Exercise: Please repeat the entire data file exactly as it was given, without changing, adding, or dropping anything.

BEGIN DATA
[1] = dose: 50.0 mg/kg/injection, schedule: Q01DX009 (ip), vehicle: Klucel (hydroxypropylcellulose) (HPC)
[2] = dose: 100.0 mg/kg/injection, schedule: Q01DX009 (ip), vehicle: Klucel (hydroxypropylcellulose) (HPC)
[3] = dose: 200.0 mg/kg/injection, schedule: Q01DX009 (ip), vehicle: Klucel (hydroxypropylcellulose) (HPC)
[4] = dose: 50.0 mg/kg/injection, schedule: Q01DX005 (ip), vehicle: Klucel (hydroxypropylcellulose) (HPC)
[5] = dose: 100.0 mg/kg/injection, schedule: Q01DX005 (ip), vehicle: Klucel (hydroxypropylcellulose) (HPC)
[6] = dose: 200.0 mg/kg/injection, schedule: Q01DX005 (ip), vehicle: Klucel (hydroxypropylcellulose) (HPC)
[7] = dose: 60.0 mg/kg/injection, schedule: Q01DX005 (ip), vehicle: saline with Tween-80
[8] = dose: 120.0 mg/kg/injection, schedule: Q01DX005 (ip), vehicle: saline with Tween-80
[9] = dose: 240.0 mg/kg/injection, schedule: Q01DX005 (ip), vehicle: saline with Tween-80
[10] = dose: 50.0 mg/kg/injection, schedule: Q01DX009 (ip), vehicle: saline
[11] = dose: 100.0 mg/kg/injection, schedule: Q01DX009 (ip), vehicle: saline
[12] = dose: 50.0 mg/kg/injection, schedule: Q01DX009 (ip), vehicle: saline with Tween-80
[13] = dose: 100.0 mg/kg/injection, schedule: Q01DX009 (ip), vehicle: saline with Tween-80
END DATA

[1] = dose: 50.0 mg/kg/injection, schedule: Q01DX009 (ip), vehicle: Klucel (hydroxypropylcellulose) (HPC)
[2] = dose: 100.0 mg/kg/injection, schedule: Q01DX009 (ip), vehicle: Klucel (hydroxypropylcellulose) (HPC)
[3] = dose: 200.0 mg/kg/injection, schedule: Q01DX009 (ip), vehicle: Klucel (hydroxypropylcellulose) (HPC)
[4] = dose: 50.0 mg/kg/injection, schedule: Q01DX005 (ip), vehicle: Klucel (hydroxypropylcellulose) (HPC)
[5] = dose: 100.0 mg/kg/injection, schedule: Q01DX005 (ip), vehicle: Klucel (hydroxypropylcellulose) (HPC)
[6] = dose: 200.0 mg/kg/injection, schedule: Q01DX005 (ip), vehicle: Klucel (hydroxypropylcellulose) (HPC)
[7] = dose: 60.0 mg/kg/injection, schedule: Q01DX005 (ip), vehicle: saline with Tween-80
[8] = dose: 120.0 mg/kg/injection, schedule: Q01DX005 (ip), vehicle: saline with Tween-80
[9] = dose: 240.0 mg/kg/injection, schedule: Q01DX005 (ip), vehicle: saline with Tween-80
[10] = dose: 50.0 mg/kg/injection, schedule: Q01DX009 (ip), vehicle: saline
[11] = dose: 100.0 mg/kg/injection, schedule: Q01DX009 (ip), vehicle: saline
[12] = dose: 50.0 mg/kg/injection, schedule: Q01DX009 (ip), vehicle: saline with Tween-80
[13] = dose: 100.0 mg/kg/injection, schedule: Q01DX009 (ip), vehicle: saline with Tween-80